Tran Nguyen is a Georgia-based gallery artist and freelance illustrator. Born in Vietnam and raised in the States, she is fascinated with creating visuals that can be used as a psycho-therapeutic support vehicle, exploring the mind’s landscape. Her paintings are created with a soft, delicate quality using colored pencil and acrylic on paper. Nguyen has worked for clients such as Playboy, Tor, McDonald’s, Chateau St. Michelle Winery, and has showcased with galleries in California, New York, Spain, and Italy.
Fortunately, horror fiction in the twenty-first century has expanded past those traditional roles (remember when the catch-phrase “You’ve come a long way, baby” referred to a cigarette targeted at women?). Along the way, the most interesting horror fiction has reflected society’s changing views . . . and in a few cases (see below), may even have helped push those changes.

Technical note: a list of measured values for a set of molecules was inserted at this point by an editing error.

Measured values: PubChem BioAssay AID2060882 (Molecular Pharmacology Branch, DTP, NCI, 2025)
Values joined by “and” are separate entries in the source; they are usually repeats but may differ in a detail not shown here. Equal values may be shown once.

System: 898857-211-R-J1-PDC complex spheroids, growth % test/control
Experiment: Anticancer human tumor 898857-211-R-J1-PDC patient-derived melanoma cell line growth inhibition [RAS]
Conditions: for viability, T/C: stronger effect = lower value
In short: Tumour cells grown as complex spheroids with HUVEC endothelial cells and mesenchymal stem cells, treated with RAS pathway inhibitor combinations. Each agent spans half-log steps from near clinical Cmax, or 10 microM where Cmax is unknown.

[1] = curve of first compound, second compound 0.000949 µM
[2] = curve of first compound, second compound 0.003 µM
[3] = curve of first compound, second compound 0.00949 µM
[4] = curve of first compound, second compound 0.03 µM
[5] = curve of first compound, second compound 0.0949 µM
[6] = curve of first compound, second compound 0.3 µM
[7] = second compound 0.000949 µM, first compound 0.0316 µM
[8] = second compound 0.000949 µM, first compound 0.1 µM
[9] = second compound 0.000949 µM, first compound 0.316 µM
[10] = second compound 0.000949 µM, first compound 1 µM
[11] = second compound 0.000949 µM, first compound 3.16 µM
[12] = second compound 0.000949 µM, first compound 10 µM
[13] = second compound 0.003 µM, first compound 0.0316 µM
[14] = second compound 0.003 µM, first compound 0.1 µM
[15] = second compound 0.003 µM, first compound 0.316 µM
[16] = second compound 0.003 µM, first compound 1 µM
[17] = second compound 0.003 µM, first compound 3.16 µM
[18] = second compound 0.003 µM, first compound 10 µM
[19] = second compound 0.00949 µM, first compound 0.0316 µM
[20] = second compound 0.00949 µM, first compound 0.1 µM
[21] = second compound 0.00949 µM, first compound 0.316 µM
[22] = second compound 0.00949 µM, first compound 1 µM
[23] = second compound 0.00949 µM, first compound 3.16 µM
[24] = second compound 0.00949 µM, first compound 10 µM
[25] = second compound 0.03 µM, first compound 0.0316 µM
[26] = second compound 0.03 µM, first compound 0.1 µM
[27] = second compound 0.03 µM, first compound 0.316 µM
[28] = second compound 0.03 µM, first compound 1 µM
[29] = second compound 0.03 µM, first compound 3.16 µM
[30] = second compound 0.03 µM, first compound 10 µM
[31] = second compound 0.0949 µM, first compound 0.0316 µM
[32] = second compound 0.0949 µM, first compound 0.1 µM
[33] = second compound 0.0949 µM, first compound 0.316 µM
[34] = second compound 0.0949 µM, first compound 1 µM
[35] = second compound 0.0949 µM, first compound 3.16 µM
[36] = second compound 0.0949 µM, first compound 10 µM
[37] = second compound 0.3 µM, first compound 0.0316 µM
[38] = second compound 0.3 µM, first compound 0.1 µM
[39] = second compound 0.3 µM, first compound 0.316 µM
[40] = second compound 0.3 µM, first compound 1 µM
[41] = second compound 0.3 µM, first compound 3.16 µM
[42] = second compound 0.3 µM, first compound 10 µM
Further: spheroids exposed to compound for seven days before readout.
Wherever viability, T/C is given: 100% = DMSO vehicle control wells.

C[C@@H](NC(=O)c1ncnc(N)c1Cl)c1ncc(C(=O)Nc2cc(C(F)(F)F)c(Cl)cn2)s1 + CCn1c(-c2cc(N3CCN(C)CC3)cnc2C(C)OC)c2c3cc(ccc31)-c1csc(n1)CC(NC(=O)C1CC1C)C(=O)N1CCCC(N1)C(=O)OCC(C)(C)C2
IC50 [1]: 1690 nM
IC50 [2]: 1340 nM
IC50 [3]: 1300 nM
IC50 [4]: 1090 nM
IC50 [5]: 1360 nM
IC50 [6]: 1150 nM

Read the Editorial for all our news, updates, and a run-down of this month’s content.
Robert Shearman has written five short story collections, and between them they have won the World Fantasy Award, the Shirley Jackson Award, the Edge Hill Readers Prize, and three British Fantasy Awards. His background is in the theatre, and he is resident dramatist at the Northcott Theatre in Exeter and regular writer for Alan Ayckbourn at the Stephen Joseph Theatre in Scarborough; his plays have won the Sunday Times Playwriting Award, the Sophie Winter Memorial Trust Award, and the Guinness Award in association with the Royal National Theatre. He regularly writes plays and short stories for BBC Radio, and he has won two Sony Awards for his interactive radio series, “The Chain Gang.” But he’s probably best known for reintroducing the Daleks to the BAFTA winning first season of the revived DOCTOR WHO.
I wrote an entire novel on dear old Krampus … Hard not to love a figure that revels in putting naughty children in a sack and beating the snot out of them. In addition to his child minding, I enjoy his long history that extends far back to pagan times, long before Saint Nicholas came along and stole the holiday season from him. I love the idea of Krampus returning to reclaim Christmas, which is probably why it’s the premise of my novel.